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In my history class, we learned that pre Roosevelt, Republicans were more or less the more liberal party and Democrats the conservative party. Today such an idea seems hard to imagine in today's political climate. (I looked it up, and I saw that it wasn't so simple, but I think it was my teacher wanting to say something without taking too much time.)

I looked at the data, and I saw that pre-1936, most Black voters supported Republicans (who were able to vote at all), which runs squarely opposite to today's environment, at least on the surface. And, I saw that politics wasn't as ideologically aligned as it has been for the past couple of decades.

I am not going to go into more details because I don't want to be wrong. I want a detailed answer about how Roosevelt changed the climate of the USA politically because FDR seems to be a flashpoint. I say so because the New Deal was the first time the Democratic Party took a major progressive stance to my knowledge.

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The Democrats were, initially the party of small farmers. They promoted policies that would suit farmers. In the South of the USA, farms ran on slave labour, so the Democrats were the party of slavery. At this time, the cities were relatively wealthy. There were various parties that opposed the Democrats on various issues but it was the Republican party: a party of moral virtue and opposition to slavery that was most successful. The Republicans were the party of business, of capitalism, and initially of the cities.

The wars and the great depression switched everything about. It created an urban poor but increasing educated and politically active population. Woodrow Wilson developed the idea of "New Freedom" policies, that would restrict big business to opposes the "New Nationalism" ideas of Teddy Roosevelt. FDR took the notions of "New Freedom" called them "Liberal" and used them, in what was a proto-Keynsian economic policy, which appealed to the growing urban population, who felt that government should do more to help them. Post war, and under JFK and LBJ (and only after intense pressure) this led to the civil rights movement, and the great switch as white farmers, Rural America and the South felt that they had been abandoned by the Democrats switch en mass to the Republicans. While Northern and Western cities, and Black and Hispanic voters switched to the Democrats. And "liberal" has come to be a catch all term for the more left wing part of the Democratic caucus.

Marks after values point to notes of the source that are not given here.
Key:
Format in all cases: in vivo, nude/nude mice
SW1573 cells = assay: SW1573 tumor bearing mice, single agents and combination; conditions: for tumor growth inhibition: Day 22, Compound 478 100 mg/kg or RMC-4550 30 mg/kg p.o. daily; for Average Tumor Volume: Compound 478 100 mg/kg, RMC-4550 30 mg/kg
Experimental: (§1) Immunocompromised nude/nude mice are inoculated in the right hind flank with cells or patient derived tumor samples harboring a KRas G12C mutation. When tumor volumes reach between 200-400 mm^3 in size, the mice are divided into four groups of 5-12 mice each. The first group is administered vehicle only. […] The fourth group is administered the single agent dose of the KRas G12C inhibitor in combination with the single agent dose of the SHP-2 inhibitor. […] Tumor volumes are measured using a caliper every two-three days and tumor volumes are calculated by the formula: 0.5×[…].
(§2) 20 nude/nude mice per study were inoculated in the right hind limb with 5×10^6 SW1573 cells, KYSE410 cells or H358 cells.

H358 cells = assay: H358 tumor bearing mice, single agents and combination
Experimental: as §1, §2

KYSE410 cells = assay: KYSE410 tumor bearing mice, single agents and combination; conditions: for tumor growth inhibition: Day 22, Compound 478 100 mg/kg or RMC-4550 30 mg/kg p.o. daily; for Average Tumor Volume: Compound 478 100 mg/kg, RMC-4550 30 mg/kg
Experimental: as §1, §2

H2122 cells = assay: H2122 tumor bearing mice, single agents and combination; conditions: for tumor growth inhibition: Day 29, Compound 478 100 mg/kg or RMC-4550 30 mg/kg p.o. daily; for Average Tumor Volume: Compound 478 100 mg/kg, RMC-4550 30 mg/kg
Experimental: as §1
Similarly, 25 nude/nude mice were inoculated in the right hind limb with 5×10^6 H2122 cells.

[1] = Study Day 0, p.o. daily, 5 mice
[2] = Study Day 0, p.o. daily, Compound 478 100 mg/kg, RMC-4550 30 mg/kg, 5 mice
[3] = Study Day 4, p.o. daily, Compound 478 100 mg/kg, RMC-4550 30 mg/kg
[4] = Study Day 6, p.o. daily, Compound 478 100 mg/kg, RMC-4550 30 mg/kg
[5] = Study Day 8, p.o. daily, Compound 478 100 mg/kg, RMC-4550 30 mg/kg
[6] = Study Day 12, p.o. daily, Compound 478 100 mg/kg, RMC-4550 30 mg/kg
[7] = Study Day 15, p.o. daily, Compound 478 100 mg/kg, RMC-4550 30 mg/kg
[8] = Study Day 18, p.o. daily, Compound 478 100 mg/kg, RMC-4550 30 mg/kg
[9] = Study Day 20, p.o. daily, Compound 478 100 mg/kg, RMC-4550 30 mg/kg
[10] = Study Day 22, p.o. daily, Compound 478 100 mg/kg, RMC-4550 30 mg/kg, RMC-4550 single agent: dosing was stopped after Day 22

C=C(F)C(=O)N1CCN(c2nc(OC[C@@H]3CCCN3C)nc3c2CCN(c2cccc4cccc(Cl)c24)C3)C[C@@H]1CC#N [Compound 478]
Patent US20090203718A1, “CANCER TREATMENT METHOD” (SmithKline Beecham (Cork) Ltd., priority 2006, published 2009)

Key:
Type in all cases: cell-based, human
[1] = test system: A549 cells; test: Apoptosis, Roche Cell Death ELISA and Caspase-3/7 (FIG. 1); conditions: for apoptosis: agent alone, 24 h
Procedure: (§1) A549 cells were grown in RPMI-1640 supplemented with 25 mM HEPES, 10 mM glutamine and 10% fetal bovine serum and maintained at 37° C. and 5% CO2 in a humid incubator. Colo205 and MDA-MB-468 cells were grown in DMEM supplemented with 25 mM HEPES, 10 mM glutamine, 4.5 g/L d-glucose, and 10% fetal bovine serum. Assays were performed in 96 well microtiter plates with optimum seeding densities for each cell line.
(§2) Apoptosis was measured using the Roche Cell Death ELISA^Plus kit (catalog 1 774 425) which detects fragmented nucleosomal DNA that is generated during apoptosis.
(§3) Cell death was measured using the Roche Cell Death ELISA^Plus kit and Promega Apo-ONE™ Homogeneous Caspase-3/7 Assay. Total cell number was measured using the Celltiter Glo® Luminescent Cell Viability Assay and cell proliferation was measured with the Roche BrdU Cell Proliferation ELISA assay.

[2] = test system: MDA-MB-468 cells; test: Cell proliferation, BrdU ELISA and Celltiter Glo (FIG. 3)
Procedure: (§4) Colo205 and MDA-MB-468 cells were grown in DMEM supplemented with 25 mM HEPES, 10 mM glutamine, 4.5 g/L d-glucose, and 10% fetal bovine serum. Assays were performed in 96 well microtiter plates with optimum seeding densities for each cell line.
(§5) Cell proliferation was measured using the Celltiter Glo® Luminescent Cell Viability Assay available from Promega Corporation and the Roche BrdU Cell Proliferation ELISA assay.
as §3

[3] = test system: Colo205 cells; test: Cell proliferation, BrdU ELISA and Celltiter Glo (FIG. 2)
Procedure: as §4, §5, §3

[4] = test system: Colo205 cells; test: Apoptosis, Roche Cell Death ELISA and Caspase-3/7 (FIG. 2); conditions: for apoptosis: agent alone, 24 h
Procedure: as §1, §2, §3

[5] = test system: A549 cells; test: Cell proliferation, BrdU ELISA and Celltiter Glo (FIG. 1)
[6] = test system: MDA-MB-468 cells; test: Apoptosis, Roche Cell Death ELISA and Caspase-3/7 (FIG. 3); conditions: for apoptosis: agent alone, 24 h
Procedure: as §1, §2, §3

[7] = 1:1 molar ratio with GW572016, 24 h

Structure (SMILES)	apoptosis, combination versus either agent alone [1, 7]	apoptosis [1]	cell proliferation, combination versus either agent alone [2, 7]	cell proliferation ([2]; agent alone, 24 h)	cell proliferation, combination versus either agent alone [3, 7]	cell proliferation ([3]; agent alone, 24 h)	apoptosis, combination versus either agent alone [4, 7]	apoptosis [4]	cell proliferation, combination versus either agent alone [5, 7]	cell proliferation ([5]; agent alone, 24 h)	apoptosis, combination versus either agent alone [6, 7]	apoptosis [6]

So the Republicans were never really Liberal (in the FDR sense, nor in the modern sense) But the Dem and the Rep aren't the same parties that they were in 1870.

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  • On the flip side, in 1912, Teddy Roosevelt broke from the Republican Party to form the short-lived Progressive Party. That split (Republicans breaking off to become Progressives) is a split that would not be seen today. Jun 6 at 20:58
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    Yes, and in doing so handed the Whitehouse to the Dems for 8 years.
    – James K
    Jun 6 at 20:58
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    Re The Democrats were, initially the party of small farmers. It's interesting to note that Minnesota doesn't have a Democratic Party. It instead has a Democratic-Farmer-Labor Party. The DFL does ally with the national Democratic Party. Jun 7 at 0:40

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